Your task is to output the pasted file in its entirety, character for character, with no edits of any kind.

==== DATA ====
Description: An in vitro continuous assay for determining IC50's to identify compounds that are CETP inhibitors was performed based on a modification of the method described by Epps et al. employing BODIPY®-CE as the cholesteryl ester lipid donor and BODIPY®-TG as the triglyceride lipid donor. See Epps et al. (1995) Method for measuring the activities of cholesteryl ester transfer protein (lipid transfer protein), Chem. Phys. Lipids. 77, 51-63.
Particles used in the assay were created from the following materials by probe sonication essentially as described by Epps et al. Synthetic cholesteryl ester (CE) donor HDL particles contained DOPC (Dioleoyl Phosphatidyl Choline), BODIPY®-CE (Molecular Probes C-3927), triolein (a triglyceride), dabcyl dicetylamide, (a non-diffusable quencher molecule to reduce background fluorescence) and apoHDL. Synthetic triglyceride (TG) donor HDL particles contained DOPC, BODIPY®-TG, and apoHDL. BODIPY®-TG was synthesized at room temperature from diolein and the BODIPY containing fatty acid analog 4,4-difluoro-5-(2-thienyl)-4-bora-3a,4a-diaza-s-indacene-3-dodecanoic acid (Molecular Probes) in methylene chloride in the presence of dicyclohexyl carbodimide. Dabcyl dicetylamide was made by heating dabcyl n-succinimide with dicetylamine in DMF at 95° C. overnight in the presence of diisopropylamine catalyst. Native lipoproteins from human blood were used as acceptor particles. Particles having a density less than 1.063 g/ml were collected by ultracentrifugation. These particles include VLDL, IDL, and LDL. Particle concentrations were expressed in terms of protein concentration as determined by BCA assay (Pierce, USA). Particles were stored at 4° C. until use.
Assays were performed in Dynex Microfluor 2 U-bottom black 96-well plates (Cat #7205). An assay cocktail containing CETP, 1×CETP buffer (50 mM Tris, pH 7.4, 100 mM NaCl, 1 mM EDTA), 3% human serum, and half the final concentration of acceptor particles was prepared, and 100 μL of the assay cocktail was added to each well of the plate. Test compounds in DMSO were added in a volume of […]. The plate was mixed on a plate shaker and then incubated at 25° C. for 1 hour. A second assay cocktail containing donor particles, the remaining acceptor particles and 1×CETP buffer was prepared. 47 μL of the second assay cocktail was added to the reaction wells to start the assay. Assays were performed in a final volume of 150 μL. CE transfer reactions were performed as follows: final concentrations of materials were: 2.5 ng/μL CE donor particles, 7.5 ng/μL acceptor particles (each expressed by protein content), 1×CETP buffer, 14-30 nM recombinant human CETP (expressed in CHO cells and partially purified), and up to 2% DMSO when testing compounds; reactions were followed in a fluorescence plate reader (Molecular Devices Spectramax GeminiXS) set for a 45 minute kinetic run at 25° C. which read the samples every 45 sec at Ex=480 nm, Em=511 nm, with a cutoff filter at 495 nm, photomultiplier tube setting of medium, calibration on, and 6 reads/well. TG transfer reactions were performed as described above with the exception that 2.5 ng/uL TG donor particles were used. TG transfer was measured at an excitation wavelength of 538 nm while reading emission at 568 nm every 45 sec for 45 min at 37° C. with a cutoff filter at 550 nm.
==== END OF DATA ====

Description: An in vitro continuous assay for determining IC50's to identify compounds that are CETP inhibitors was performed based on a modification of the method described by Epps et al. employing BODIPY®-CE as the cholesteryl ester lipid donor and BODIPY®-TG as the triglyceride lipid donor. See Epps et al. (1995) Method for measuring the activities of cholesteryl ester transfer protein (lipid transfer protein), Chem. Phys. Lipids. 77, 51-63.
Particles used in the assay were created from the following materials by probe sonication essentially as described by Epps et al. Synthetic cholesteryl ester (CE) donor HDL particles contained DOPC (Dioleoyl Phosphatidyl Choline), BODIPY®-CE (Molecular Probes C-3927), triolein (a triglyceride), dabcyl dicetylamide, (a non-diffusable quencher molecule to reduce background fluorescence) and apoHDL. Synthetic triglyceride (TG) donor HDL particles contained DOPC, BODIPY®-TG, and apoHDL. BODIPY®-TG was synthesized at room temperature from diolein and the BODIPY containing fatty acid analog 4,4-difluoro-5-(2-thienyl)-4-bora-3a,4a-diaza-s-indacene-3-dodecanoic acid (Molecular Probes) in methylene chloride in the presence of dicyclohexyl carbodimide. Dabcyl dicetylamide was made by heating dabcyl n-succinimide with dicetylamine in DMF at 95° C. overnight in the presence of diisopropylamine catalyst. Native lipoproteins from human blood were used as acceptor particles. Particles having a density less than 1.063 g/ml were collected by ultracentrifugation. These particles include VLDL, IDL, and LDL. Particle concentrations were expressed in terms of protein concentration as determined by BCA assay (Pierce, USA). Particles were stored at 4° C. until use.
Assays were performed in Dynex Microfluor 2 U-bottom black 96-well plates (Cat #7205). An assay cocktail containing CETP, 1×CETP buffer (50 mM Tris, pH 7.4, 100 mM NaCl, 1 mM EDTA), 3% human serum, and half the final concentration of acceptor particles was prepared, and 100 μL of the assay cocktail was added to each well of the plate. Test compounds in DMSO were added in a volume of […]. The plate was mixed on a plate shaker and then incubated at 25° C. for 1 hour. A second assay cocktail containing donor particles, the remaining acceptor particles and 1×CETP buffer was prepared. 47 μL of the second assay cocktail was added to the reaction wells to start the assay. Assays were performed in a final volume of 150 μL. CE transfer reactions were performed as follows: final concentrations of materials were: 2.5 ng/μL CE donor particles, 7.5 ng/μL acceptor particles (each expressed by protein content), 1×CETP buffer, 14-30 nM recombinant human CETP (expressed in CHO cells and partially purified), and up to 2% DMSO when testing compounds; reactions were followed in a fluorescence plate reader (Molecular Devices Spectramax GeminiXS) set for a 45 minute kinetic run at 25° C. which read the samples every 45 sec at Ex=480 nm, Em=511 nm, with a cutoff filter at 495 nm, photomultiplier tube setting of medium, calibration on, and 6 reads/well. TG transfer reactions were performed as described above with the exception that 2.5 ng/uL TG donor particles were used. TG transfer was measured at an excitation wavelength of 538 nm while reading emission at 568 nm every 45 sec for 45 min at 37° C. with a cutoff filter at 550 nm.